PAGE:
The first report for the status the historical harpsichord Ruckers – Taskin (1621 / 1772) was made at Peleș Castle Sinaia (the National Museum Peleș) between 5th and 8th May 2015 by Vera de Bruyn Ouboter (Head of the Conservation Department of Ringve Musikmuseum Trondheim, Norway – National Museum of Musical Instruments of Norway) and Prof. Ketil Haugsand (harpsichord player, harpsichord teacher at Hochschule für Musik und Tanz Köln and Det Kongelige Danske Musikkonservatorium Copenhagen, harpsichord builder and historical harpsichords restorer). This report referes to the actual status of the mechanical and sound producing parts of the instrument.

The second report of the instrument was made in June 2015 and it was made by Mrs. Roxana Rădvan (the scientific director of the National Optoelectronics Institute, Măgurele) and Mr. Mihai Covaci (paint and wood restorer). This refers to the actual status of the wood parts and painting of the instrument.

The restoration of the sound producing parts of the instrument would be done under the guidance of Prof. Ketil Haugsand.

During this phase of restoration

– the strings of the instrument will be totally taken off

– the soundboard will be restored

– the painting of the soundboard will be restored

– a new string set will be put on the instrument

– the sound producing mechanism will be totally restored

– the stand of the instrument will be restored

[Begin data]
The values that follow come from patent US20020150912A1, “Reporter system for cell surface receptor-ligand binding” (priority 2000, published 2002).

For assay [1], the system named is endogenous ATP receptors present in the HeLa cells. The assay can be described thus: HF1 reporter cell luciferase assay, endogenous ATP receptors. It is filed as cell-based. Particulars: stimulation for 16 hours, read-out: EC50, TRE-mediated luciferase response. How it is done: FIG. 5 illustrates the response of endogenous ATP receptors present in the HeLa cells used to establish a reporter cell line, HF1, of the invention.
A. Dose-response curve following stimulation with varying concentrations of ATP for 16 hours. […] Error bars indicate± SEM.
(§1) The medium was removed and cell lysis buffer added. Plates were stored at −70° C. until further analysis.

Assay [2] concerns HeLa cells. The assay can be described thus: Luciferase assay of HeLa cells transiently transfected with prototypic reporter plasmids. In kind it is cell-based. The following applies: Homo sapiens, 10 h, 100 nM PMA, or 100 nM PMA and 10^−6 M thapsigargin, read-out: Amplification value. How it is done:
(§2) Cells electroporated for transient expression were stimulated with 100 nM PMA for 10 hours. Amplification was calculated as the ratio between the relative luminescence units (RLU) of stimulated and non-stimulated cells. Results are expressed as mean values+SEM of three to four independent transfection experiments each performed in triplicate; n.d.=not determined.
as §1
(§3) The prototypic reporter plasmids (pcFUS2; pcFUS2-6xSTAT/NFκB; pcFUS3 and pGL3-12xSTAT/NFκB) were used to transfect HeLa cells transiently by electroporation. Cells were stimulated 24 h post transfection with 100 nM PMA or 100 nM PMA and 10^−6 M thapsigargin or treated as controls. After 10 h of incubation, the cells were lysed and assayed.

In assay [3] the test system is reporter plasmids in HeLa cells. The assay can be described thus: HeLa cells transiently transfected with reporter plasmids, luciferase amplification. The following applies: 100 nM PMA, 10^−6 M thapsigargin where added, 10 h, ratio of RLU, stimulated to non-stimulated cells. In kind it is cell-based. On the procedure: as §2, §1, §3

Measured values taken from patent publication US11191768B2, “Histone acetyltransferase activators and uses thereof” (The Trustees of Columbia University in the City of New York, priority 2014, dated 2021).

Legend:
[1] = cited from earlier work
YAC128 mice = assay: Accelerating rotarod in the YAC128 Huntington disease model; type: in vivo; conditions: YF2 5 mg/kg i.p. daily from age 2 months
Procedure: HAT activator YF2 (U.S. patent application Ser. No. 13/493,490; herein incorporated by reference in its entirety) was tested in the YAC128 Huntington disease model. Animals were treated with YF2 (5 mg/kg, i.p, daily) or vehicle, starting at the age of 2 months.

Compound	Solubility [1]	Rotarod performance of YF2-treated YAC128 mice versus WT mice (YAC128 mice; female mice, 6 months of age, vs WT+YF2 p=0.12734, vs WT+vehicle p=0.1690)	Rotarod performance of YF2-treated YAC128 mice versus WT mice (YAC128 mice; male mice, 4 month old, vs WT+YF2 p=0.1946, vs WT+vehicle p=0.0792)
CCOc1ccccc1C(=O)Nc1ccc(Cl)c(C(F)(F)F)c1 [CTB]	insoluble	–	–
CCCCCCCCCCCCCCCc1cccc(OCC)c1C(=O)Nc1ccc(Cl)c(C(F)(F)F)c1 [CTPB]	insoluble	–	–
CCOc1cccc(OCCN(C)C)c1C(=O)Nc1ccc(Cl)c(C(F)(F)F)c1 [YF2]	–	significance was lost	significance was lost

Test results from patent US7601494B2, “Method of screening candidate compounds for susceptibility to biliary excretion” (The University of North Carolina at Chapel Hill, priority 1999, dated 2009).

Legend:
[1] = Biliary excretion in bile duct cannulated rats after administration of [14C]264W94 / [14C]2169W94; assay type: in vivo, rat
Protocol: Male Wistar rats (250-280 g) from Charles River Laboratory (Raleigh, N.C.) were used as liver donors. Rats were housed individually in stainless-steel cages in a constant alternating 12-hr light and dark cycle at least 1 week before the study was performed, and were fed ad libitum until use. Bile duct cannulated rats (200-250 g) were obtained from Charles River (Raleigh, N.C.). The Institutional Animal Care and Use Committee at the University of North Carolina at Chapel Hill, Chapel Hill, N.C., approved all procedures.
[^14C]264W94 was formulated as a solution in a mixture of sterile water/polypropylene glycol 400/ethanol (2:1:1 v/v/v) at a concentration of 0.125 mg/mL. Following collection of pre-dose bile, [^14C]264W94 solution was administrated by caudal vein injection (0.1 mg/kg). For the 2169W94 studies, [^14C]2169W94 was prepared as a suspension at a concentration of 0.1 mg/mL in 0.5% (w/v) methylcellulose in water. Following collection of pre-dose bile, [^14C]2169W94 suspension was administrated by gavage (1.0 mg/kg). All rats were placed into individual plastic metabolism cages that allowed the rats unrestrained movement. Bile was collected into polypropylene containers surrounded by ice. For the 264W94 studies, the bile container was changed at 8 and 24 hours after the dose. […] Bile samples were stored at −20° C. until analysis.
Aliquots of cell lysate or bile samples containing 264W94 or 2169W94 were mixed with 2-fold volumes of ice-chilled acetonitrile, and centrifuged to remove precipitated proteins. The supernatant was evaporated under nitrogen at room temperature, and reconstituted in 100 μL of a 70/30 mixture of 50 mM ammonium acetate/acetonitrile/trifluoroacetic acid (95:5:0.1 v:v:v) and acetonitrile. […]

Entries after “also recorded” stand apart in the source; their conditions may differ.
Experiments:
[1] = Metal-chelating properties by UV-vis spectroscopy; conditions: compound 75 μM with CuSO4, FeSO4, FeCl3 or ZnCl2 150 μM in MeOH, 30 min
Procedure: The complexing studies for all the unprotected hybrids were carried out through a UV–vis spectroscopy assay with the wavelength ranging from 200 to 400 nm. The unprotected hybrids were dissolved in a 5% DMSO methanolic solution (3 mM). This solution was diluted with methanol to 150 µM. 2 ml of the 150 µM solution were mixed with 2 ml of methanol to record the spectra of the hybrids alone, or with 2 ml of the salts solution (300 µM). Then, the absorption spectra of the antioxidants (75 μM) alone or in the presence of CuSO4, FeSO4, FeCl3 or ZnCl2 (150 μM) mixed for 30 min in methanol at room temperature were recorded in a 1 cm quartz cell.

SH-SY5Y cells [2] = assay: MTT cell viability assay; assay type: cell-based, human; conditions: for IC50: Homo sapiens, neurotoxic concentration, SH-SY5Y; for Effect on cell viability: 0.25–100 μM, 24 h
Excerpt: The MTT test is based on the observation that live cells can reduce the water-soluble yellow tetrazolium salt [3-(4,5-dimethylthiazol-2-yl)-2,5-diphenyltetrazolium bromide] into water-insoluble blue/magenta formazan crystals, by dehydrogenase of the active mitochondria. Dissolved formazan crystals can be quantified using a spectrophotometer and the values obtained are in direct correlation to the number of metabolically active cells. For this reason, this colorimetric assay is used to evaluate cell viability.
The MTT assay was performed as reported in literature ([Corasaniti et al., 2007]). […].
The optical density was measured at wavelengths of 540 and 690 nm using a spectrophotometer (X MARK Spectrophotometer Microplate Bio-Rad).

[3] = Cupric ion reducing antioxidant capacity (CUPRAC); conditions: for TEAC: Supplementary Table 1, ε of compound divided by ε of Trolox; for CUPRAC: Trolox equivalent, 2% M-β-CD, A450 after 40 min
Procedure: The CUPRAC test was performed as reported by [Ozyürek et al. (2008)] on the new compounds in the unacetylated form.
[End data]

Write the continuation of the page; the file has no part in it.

– the instrument will be regulated


Painting’s restoration would be done under the guidance of Mr. Mihai Covaci.

During this phase of restoration

– the painting layer will be invigorated

– the painting layer will be cleaned

– the painting layer will be grouted

– the painting layer will be varnished

– the painting layer will be retouched

– the whole instrument will be varnished

– the hardware of the lid will be restored

– the strut of the frame will be totally replaced

– the legs of the instrument will be consolidated

The time for this phase is August – October 2017.

Estimated budget: 5000 Euro.


The members of the restoration team want to have a final playing instrument and not only a very well conserved one. After the restoration, the public of the museum would be able to visit or to listen to the instrument in different musical projects.


The instrument is not in the status of being visited in the present.

The project is developed by ANTIQVA Association in partnership with National Museum Peleș.

The first stage of the project – examination of the instrument – was made with the support of Ringvemusikmuseum Trondheim, Norway (Norway’s National Museum of Music Instruments) and National Institute of Optoelectronics, Măgurele

We are specially grateful for their support by now to: Mr. Ketil Haugsand, Mrs. Vera de Bruyn Ouboter, Mr. Radu Boroianu, Mr. Mihai Covaci, Mrs. Roxana Rădvan, Mr. Narcis Ion, Mr. Mircea Hortopan.